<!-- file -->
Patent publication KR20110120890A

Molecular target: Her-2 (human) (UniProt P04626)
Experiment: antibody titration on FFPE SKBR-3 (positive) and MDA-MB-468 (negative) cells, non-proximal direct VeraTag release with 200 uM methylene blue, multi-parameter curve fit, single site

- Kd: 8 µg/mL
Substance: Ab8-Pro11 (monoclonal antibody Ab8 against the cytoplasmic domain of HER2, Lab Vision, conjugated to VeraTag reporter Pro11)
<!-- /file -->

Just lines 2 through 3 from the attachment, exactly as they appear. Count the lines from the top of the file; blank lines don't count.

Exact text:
Molecular target: Her-2 (human) (UniProt P04626)
Experiment: antibody titration on FFPE SKBR-3 (positive) and MDA-MB-468 (negative) cells, non-proximal direct VeraTag release with 200 uM methylene blue, multi-parameter curve fit, single site